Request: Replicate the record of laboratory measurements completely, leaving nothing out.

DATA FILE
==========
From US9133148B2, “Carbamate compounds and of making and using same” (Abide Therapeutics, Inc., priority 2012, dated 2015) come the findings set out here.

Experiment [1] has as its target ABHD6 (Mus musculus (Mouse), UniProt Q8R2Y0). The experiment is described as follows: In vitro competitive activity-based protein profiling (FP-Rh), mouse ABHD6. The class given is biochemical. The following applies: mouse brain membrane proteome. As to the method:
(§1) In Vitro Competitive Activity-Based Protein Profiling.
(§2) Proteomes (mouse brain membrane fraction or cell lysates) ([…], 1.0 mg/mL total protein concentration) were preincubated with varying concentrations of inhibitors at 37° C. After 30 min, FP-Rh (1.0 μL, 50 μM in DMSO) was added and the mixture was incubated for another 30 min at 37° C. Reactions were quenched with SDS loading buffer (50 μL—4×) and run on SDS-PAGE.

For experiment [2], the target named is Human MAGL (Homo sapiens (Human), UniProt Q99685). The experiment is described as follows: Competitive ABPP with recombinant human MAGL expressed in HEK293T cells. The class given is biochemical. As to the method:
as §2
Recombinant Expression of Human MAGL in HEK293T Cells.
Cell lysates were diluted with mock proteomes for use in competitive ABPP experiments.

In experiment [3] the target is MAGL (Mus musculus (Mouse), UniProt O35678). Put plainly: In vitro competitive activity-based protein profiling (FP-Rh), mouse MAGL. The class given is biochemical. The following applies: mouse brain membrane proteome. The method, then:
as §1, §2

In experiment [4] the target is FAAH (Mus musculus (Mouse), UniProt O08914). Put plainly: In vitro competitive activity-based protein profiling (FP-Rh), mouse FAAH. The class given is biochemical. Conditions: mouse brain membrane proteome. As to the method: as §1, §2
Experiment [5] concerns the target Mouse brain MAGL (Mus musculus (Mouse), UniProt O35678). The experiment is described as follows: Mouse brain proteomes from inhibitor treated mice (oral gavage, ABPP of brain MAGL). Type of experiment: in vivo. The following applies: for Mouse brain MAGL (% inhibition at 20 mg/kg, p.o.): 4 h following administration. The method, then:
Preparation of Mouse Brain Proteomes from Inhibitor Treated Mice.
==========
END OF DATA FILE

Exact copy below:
From US9133148B2, “Carbamate compounds and of making and using same” (Abide Therapeutics, Inc., priority 2012, dated 2015) come the findings set out here.

Experiment [1] has as its target ABHD6 (Mus musculus (Mouse), UniProt Q8R2Y0). The experiment is described as follows: In vitro competitive activity-based protein profiling (FP-Rh), mouse ABHD6. The class given is biochemical. The following applies: mouse brain membrane proteome. As to the method:
(§1) In Vitro Competitive Activity-Based Protein Profiling.
(§2) Proteomes (mouse brain membrane fraction or cell lysates) ([…], 1.0 mg/mL total protein concentration) were preincubated with varying concentrations of inhibitors at 37° C. After 30 min, FP-Rh (1.0 μL, 50 μM in DMSO) was added and the mixture was incubated for another 30 min at 37° C. Reactions were quenched with SDS loading buffer (50 μL—4×) and run on SDS-PAGE.

For experiment [2], the target named is Human MAGL (Homo sapiens (Human), UniProt Q99685). The experiment is described as follows: Competitive ABPP with recombinant human MAGL expressed in HEK293T cells. The class given is biochemical. As to the method:
as §2
Recombinant Expression of Human MAGL in HEK293T Cells.
Cell lysates were diluted with mock proteomes for use in competitive ABPP experiments.

In experiment [3] the target is MAGL (Mus musculus (Mouse), UniProt O35678). Put plainly: In vitro competitive activity-based protein profiling (FP-Rh), mouse MAGL. The class given is biochemical. The following applies: mouse brain membrane proteome. The method, then:
as §1, §2

In experiment [4] the target is FAAH (Mus musculus (Mouse), UniProt O08914). Put plainly: In vitro competitive activity-based protein profiling (FP-Rh), mouse FAAH. The class given is biochemical. Conditions: mouse brain membrane proteome. As to the method: as §1, §2
Experiment [5] concerns the target Mouse brain MAGL (Mus musculus (Mouse), UniProt O35678). The experiment is described as follows: Mouse brain proteomes from inhibitor treated mice (oral gavage, ABPP of brain MAGL). Type of experiment: in vivo. The following applies: for Mouse brain MAGL (% inhibition at 20 mg/kg, p.o.): 4 h following administration. The method, then:
Preparation of Mouse Brain Proteomes from Inhibitor Treated Mice.